He hid his fear well.
Doctor Peter Stockham, originally of New York City, came to a stop just outside the entrance of the Department of Languages. Despite the calm smile on his face, the hand on the door-latch betrayed his nerves.
There was nowhere for him to run.
No safety he might find. Neither inside the building nor outside of it.
And he knew it.
“Duncan,” he said, clearing his throat, his smile broadening.
“Would you care to walk with me?” he asked.
I shook my head. “Let’s go inside.”
His face paled. “Well, you know, I really can’t. Not right now. There’s a bit of work that needs to be done, and I’m to meet with the Hope brothers for dinner.”
I smiled. “They’ve had to cancel, I’m afraid.”
Peter’s Adam’s apple bobbed nervously, and his grip on the door-latch tightened. His eyes darted from left to right, and I said softly, “Best not to try and run.”
“Would you shoot me down?” he asked, eyes fixing on the Colts on my hips.
“As easy as I draw breath, Peter,” I replied. “But it won’t be to kill.”
His eyes widened, horror spreading over his features.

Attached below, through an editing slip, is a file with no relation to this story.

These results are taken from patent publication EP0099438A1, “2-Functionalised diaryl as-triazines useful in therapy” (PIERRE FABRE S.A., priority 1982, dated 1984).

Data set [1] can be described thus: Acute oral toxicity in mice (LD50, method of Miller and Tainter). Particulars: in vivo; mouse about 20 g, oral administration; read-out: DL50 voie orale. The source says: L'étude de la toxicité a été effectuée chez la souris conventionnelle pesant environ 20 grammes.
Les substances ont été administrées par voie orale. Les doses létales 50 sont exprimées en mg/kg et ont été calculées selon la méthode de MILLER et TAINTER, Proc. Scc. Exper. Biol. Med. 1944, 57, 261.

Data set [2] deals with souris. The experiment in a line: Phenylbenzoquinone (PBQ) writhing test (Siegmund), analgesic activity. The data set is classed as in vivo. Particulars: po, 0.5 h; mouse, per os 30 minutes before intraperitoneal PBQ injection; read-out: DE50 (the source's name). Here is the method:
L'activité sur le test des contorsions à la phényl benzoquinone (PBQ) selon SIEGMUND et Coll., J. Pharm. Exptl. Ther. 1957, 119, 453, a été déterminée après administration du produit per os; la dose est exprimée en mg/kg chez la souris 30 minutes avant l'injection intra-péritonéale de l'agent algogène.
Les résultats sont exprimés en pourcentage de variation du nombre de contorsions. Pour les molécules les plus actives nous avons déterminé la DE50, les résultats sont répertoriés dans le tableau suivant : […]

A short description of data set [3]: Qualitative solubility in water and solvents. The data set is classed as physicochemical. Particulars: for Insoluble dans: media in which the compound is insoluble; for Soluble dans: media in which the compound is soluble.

“Why?” he whispered. “What have I done?”
“You helped to kill the boy.”
“That was Hank Killingly’s idea!” Peter hissed. “I only wanted to get rid of you.”
“But you went with it,” I reminded him.
The man took a step forward, releasing the door-latch and fumbling in his overcoat. I waited until he drew the pistol he’d hidden within it, and I drew down on him.
The Colts roared, slugs tearing through his thighs and sending him spinning backward. Blood was smeared across the old doors, and despite being knocked down, Peter didn’t lose his grip on the pistol in his own hand.
With a howl, he rolled onto his stomach and pulled the trigger, his body shuddering once.
Disgusted, I flipped him onto his back and saw the coward had shot himself in the heart.
I considered mutilating the body for a moment, but then I decided against it.
My anger was stoked and hot.
It was time to deal with Hank Killingly.